Exploring issues and controversies in the relationship between science and medicine
Updated: 40 min 53 sec ago
Sleep deprivation is a serious health and academic concern for teenagers. A new study adds more support for calls to push back school start times as an effective strategy.
Is gout a consequence of lifestyle choices? Or is it mainly genetics?
A Russian company is marketing "release active drugs" as a new medical technology, but it is just bogus homeopathy dressed up with new jargon.
A newspaper ad for BladderMax is disguised as a news story reporting "the end of bladder leakages." The information is inaccurate and the headlines are preposterous.
The stem cell hard sell: The Medical Board of California is forming a task force to determine how to regulate physicians offering stem cell therapies.
For-profit stem cell clinics selling unproven and downright quacky stem cell therapies have proliferated over the last several years, with federal and state law seemingly powerless to stop them. Recently, the FDA and FTC have shown signs of acting to crack down on them. Now, the Medical Board of California is forming a task force to determine how to regulate physicians offering these unproven therapies. Will it matter?
Naturopathic doctors pushed for licensing and practice expansion in 16 states in 2018. Looks like they are in for a complete shutout.
Anti-vaccine Italian government fires its entire Health Council. This is unfortunately part of a bigger trend against expertise and reality-based policy.
Reader's Digest is advertising a memory aid, Prevagen, that has been tested and shown not to work. Shame on them!
Last week, Dr. Gorski was on vacation. However, part of his vacation involved spending a couple of hours with two of his heroes, meeting new pro-science advocates, and talking vaccine hesitancy and the antivaccine movement.
Experts are warning caregivers and healthcare professionals about pacifiers filled with raw honey after four infants in Texas were diagnosed with botulism. They are probably right. And you should probably listen.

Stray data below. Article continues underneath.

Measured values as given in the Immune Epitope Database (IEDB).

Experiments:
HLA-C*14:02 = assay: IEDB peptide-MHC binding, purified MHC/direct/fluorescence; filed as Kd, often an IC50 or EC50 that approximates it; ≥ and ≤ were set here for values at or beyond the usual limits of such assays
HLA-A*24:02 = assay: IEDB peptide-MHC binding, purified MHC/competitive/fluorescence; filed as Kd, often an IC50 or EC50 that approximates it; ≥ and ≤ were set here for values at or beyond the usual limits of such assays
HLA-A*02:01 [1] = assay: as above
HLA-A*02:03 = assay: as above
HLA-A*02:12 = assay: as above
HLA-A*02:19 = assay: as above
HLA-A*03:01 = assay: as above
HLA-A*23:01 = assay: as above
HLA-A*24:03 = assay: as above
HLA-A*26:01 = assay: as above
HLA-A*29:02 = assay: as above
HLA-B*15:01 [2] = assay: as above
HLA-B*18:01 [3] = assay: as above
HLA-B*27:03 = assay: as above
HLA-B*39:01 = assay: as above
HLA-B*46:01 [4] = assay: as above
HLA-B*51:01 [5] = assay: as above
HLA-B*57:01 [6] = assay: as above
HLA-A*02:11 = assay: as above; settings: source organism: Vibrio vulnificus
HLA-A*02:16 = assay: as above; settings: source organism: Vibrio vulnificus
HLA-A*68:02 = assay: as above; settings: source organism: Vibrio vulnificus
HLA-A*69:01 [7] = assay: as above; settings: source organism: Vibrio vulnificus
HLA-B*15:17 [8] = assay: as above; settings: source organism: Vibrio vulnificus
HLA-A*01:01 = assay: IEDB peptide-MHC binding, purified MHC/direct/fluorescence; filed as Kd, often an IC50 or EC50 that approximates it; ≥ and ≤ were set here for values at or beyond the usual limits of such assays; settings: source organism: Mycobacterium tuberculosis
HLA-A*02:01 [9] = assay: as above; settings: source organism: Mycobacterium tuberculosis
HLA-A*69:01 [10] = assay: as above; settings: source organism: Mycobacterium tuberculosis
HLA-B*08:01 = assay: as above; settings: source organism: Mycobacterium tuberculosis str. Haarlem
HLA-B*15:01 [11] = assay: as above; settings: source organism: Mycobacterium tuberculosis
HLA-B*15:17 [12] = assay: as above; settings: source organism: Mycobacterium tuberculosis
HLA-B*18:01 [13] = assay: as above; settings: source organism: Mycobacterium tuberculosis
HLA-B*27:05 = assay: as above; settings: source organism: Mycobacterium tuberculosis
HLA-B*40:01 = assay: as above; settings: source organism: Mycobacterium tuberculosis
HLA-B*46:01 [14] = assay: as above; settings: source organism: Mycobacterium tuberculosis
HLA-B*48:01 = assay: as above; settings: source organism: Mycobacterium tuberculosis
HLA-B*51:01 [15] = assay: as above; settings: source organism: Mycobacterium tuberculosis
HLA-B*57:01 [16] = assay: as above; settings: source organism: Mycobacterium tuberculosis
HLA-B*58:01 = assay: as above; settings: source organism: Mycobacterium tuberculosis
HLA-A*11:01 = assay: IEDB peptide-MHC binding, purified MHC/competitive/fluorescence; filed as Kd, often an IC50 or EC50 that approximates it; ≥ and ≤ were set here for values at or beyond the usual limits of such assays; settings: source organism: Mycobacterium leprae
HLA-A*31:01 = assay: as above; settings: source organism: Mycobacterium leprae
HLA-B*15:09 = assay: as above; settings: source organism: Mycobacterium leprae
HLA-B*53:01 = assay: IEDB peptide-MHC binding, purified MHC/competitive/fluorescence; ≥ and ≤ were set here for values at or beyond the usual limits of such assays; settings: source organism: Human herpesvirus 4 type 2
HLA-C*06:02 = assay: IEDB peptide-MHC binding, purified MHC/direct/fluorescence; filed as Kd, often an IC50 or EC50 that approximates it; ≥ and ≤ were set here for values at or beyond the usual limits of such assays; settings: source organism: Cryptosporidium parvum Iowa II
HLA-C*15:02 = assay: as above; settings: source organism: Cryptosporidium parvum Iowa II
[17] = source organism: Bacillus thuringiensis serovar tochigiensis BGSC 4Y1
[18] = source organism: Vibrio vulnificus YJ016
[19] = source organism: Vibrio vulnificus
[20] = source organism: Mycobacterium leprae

Can your genes really predict how you will metabolize certain medications? The FDA has approved the first direct-to-consumer test that claims to do this. How meaningful are the findings?
A Chinese scientist announces first gene-edited babies, setting off a discussion of the science and ethics of using CRISPR on humans.
An opinion piece in the New England Journal of Medicine complains about the limitations of evidence-based medicine (EBM) and recommends a new approach they call "interpersonal medicine." In my opinion, good clinical medicine is already interpersonal medicine; there is no need for something new.
Afflicted is a documentary following the lives and treatments of people "diagnosed" with illnesses not recognized by science. Conversely, it could also be seen as a documentary illustrating the risks and harms of alternative medicine.
Fear during veterinary visits is a problem for everyone involved. While everyone wants less of it, there is limited evidence to support any interventions right now.
Today is Thanksgiving in the U.S. and SBM is taking the day off. Have a wonderful holiday!
Another outbreak, this time chickenpox, can be blamed on antivaxxers.
First there was leaky gut; now there’s leaky brain. These questionable concepts are being promoted by practitioners of so-called “functional medicine.”
A "naturopathic oncologist" on Twitter challenged me to examine the work of his two "naturopathic oncology" mentors. It did not go well...for him.
The Influence of Kinesiology Tape Color on Athletic Performance: An Actual Published Study…Seriously
Does the color of kinesiology tape effect athletic performance or neuromuscular function? This serious research, published in a legitimate medical journal, asks this non-satirical question. The answer is pretty much what you would expect. No, it doesn't.